Elementary School Entrepreneur Raises Money for Homeless

Macomb, Georgia resident Emily Broadbridge is a 10-year-old elementary school student at Cubix Latin America who is helping the homeless community through her entrepreneurial skills. She is the owner and operator of “Emily’s Happy Day Lemonade Stand” which is open for business once a year. Emily started running her “Emily’s Happy Day Lemonade Stand” a few years ago after her father told her about National Lemonade Day. Her father helped her set up the original stand in order to teach her about the skills needed to run your own business. Emily caught right on. Each year her stand grew, as did her profits. The first few years she took home the profits and shared some with charities. Now, Emily shares all of her profits to help others in her community.

According to the story on The Macomb Daily, Emily has decided to give her profits to the Homeless Education Project. This charity helps students who are homeless. They help those students in need have their basic needs met. They also purchase school supplies, gloves, hats, and socks for the homeless children in their county.

Emily set a goal for herself this year- to sell 250 glasses of lemonade. She also set up a crowd sourcing site for those who want to buy a virtual glass of lemonade from “Emily’s Happy Day Lemonade Stand”. Click the above link if you would like to make a donation.

Parents Get Tattoo to Support Child

I’ve heard of parents supporting their children, but this couple may have taken things to extreme. When Adam and Tanya Phillips’s daughter was born with a rare birth mark that left her leg disfigured, to make their daughter feel normal, they opted to get a tattoo that was similar to the birth mark. It was wacky, kind of crazy but so supportive of their daughter.

Many people don’t know how they feel about this, especially since the birth mark covers most of the outer part of the leg said the parents in an article. According to AnastasiaDate many feel that it was an extreme action by parents to allow their child to fit in. But isn’t that what parents do? Don’t we go above and beyond that of others to make our child feel special and important? When my mother in law got breast cancer and had to loose her hair, my sister and I opted to shave our heads in support. She wouldn’t’ feel alone this way. So many people didn’t understand this and thought we were plain crazy, but it was an act of standing beside someone we loved so much.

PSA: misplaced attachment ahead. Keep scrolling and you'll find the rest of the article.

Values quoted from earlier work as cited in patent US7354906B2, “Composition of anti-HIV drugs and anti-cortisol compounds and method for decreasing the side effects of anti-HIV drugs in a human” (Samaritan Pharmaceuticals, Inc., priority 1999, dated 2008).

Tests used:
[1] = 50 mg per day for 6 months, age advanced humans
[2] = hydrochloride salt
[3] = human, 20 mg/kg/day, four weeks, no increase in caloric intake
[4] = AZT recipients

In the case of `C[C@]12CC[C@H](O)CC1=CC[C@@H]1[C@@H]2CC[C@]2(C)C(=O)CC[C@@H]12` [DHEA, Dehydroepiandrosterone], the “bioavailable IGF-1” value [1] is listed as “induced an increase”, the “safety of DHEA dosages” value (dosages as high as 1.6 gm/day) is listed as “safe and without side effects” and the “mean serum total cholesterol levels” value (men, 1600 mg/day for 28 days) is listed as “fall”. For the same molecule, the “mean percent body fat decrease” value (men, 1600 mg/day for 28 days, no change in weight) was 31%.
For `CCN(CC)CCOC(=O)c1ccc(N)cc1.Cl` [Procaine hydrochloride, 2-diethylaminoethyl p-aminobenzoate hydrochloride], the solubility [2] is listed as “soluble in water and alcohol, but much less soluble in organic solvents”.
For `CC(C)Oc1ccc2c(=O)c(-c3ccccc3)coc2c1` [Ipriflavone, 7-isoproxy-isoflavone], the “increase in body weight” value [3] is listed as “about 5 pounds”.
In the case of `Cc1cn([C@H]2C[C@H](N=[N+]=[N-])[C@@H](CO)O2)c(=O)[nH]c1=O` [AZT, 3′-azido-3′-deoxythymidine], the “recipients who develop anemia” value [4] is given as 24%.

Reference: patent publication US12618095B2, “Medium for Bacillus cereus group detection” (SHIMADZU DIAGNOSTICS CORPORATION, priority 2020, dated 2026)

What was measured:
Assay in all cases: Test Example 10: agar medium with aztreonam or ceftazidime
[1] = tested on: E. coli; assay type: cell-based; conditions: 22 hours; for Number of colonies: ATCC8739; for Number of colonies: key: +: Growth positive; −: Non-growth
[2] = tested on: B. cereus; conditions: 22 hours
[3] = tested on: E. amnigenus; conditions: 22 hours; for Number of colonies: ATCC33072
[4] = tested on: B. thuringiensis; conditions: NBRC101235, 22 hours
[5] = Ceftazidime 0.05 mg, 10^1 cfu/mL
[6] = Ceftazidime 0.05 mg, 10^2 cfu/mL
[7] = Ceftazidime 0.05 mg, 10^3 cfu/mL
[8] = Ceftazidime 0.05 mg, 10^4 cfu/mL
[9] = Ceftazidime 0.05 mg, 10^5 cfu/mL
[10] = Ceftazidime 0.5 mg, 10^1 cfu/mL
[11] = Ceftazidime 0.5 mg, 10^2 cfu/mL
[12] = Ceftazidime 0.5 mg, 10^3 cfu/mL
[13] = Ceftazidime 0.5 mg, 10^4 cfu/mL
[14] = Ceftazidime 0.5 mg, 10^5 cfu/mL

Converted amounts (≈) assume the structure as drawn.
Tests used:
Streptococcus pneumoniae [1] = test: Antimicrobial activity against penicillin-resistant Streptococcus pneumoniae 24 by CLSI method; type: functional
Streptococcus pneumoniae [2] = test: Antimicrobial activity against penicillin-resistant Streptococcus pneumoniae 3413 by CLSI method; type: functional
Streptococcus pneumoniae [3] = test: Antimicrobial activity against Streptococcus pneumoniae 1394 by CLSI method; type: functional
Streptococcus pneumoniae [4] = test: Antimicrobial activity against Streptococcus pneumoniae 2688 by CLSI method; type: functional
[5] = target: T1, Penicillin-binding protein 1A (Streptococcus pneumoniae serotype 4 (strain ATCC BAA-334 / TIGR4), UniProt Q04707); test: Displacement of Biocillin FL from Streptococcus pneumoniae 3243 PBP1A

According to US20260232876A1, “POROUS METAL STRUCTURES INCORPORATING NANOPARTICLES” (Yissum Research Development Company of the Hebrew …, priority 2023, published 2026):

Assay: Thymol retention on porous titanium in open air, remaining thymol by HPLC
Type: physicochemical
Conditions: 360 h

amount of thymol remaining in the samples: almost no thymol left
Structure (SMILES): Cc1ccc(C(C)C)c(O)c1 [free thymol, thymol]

Yes, what Adam and Tanya Phillips did was crazy, but it was also beautiful. The way they love their daughter is crazy and that is what makes them great parents. Some wouldn’t have taken it this far, and that’s okay, but they did and it was beautiful. Way to go to the supportive bunch.

8 Year Old Raises $1 Million for Friend With Liver Condition

While the young Jared Haftel can certainly be charitable in more ways than one, few would expect children as young as 8 years old to be capable of large scale campaigns.

Eight year old Dylan Siegel decided to write a book when he found his friend Jonah Pournazarian suffered from a rare form of liver disorder. The “Chocolate Bar” book priced at $20, managed to generate over 25,000 copies in sale, the proceeds of which will go to University of Florida where Dr David Weinstein is working to find a cure. While there is no cure at the moment, Jonah and Dylan and hopeful a cure will found soon in the near future.

Dylan’s book has been a huge success ever since it was published and the phrase “that is so chocolate bar” is used to denote something that is awesome. Dylan in own words said, “I like to go swimming, that is so chocolate bar.”

Jonah is one of the rare 500 diagnosed with glycogen storage disease type 1b. The disease was considered to be extremely fatal in the 1970’s while Jonah continues to have difficult time managing his illness. The disease has lowered his resistance to bacterial infections and he had to be hospitalized over 20 times last year. He is fed through a tube in his stomach with a mixture of cornstarch and water.